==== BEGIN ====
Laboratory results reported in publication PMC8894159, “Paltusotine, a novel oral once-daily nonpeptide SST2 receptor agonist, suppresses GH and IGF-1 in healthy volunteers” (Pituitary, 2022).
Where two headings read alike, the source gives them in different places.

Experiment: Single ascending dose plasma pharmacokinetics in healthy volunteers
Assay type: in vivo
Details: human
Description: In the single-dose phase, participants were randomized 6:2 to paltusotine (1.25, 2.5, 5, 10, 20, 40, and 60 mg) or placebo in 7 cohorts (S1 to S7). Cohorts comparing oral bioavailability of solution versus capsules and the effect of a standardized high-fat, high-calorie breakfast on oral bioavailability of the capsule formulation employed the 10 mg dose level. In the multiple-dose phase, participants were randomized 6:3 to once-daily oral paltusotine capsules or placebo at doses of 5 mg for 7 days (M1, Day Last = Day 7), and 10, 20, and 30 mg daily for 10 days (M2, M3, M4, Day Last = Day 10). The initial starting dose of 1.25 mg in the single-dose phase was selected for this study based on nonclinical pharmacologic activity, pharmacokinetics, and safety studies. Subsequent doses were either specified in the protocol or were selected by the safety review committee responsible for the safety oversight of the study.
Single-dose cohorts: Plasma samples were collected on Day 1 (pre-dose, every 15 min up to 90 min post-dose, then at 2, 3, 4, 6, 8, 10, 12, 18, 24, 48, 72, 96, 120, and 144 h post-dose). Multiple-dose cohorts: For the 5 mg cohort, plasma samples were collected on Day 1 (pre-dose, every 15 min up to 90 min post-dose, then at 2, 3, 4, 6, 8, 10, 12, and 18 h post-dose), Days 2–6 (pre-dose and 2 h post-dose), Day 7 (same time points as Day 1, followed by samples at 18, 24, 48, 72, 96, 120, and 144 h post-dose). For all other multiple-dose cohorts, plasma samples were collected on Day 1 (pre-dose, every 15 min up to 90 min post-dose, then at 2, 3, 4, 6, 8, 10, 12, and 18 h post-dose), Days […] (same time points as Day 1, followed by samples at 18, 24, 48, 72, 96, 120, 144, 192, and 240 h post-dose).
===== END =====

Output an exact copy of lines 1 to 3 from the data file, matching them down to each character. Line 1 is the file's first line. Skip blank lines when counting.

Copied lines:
Laboratory results reported in publication PMC8894159, “Paltusotine, a novel oral once-daily nonpeptide SST2 receptor agonist, suppresses GH and IGF-1 in healthy volunteers” (Pituitary, 2022).
Where two headings read alike, the source gives them in different places.

Experiment: Single ascending dose plasma pharmacokinetics in healthy volunteers